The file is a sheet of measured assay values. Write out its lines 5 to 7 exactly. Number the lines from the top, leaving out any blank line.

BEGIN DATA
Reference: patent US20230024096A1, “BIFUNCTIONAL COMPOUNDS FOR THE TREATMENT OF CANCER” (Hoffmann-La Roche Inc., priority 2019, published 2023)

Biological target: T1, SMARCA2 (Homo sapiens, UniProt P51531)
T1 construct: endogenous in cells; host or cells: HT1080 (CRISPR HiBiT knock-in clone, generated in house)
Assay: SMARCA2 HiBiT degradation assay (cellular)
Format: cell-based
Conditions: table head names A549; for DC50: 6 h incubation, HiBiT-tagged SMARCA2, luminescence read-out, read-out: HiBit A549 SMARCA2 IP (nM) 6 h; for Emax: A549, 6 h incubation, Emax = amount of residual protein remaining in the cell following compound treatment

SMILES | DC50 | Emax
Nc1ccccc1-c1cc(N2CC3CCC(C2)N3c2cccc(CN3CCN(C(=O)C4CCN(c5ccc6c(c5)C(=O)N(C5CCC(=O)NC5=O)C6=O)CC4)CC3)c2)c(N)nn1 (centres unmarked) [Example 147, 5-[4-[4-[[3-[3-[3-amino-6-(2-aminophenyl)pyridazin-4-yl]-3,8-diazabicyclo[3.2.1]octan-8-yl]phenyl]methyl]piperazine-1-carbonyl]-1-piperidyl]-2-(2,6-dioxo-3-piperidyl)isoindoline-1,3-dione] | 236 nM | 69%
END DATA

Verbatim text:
Format: cell-based
Conditions: table head names A549; for DC50: 6 h incubation, HiBiT-tagged SMARCA2, luminescence read-out, read-out: HiBit A549 SMARCA2 IP (nM) 6 h; for Emax: A549, 6 h incubation, Emax = amount of residual protein remaining in the cell following compound treatment

SMILES | DC50 | Emax